Supreme Court of California Addresses ‘Day of Rest’ Requirement
Court Addresses Various Questions
The Supreme Court of California has issued an opinion addressing various questions under the state day of rest requirement.
Under California law, every person employed in any occupation is generally entitled to 1 day’s rest every 7 days. No employer may cause its employees to work more than 6 days every 7 days. However, these provisions do not apply to any employer or employee when the total hours of employment do not exceed 30 hours in any week or 6 hours in any one day of the week.
Questions and Answers
In its opinion, the court answered the following questions regarding the provisions above:
Q1. Is the day of rest required by the provisions above calculated by the workweek, or does it apply on a rolling basis to any 7-consecutive-day period?
A1. A day of rest is guaranteed for each workweek. Periods of more than 6 consecutive days of work that stretch across more than 1 workweek are not per se prohibited.
Q2. Does the exemption noted above for workers employed 6 hours or less per day apply so long as an employee works 6 hours or less on at least 1 day of the applicable week, or does it apply only when an employee works no more than 6 hours on each and every day of the week?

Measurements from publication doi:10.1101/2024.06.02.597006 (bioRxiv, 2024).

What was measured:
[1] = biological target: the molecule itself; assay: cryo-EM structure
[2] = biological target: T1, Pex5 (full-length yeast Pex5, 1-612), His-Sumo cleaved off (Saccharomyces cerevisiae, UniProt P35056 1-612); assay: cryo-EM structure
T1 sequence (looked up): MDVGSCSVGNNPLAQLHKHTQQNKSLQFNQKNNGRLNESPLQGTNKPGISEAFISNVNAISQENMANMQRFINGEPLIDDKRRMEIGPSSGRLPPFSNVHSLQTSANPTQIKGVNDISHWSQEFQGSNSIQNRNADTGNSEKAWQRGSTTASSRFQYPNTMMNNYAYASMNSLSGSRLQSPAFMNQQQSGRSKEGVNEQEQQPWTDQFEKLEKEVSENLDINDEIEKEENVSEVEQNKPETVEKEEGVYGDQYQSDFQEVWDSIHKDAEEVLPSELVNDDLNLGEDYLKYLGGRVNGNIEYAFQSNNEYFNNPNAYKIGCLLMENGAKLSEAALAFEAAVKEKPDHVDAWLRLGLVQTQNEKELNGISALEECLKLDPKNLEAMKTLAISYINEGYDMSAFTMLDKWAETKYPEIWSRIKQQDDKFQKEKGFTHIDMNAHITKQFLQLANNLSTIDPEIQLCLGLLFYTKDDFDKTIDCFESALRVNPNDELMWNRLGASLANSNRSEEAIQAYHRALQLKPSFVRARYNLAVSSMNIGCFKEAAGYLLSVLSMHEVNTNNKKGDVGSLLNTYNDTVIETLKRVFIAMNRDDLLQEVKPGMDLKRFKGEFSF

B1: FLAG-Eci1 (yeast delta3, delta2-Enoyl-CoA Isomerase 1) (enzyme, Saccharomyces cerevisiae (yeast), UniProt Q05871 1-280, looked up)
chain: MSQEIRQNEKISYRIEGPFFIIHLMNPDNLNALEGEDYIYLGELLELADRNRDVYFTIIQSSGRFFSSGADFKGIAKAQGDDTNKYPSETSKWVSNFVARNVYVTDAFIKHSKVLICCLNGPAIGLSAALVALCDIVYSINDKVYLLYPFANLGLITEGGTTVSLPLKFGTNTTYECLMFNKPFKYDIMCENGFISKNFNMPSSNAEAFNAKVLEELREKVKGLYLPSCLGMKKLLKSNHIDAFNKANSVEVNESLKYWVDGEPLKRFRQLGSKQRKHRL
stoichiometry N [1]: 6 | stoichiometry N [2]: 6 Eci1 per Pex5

A2. The exemption for employees working shifts of 6 hours or less applies only to those who never exceed 6 hours of work on any day of the workweek. If on any one day an employee works more than 6 hours, a day of rest must be provided during that workweek (subject to whatever other exceptions might apply).
Q3. What does it mean for an employer to “cause” an employee to go without a day of rest: force, coerce, pressure, schedule, encourage, reward, permit, or something else?
A3. An employer causes its employee to go without a day of rest when it induces the employee to forgo rest to which he or she is entitled. However, an employer is not forbidden from permitting or allowing an employee—fully apprised of the entitlement to rest—independently to choose not to take a day of rest.
Click here to read the opinion. Employers with questions as to the decision’s impact on workplace policies and practices are advised to contact a knowledgeable employment law attorney.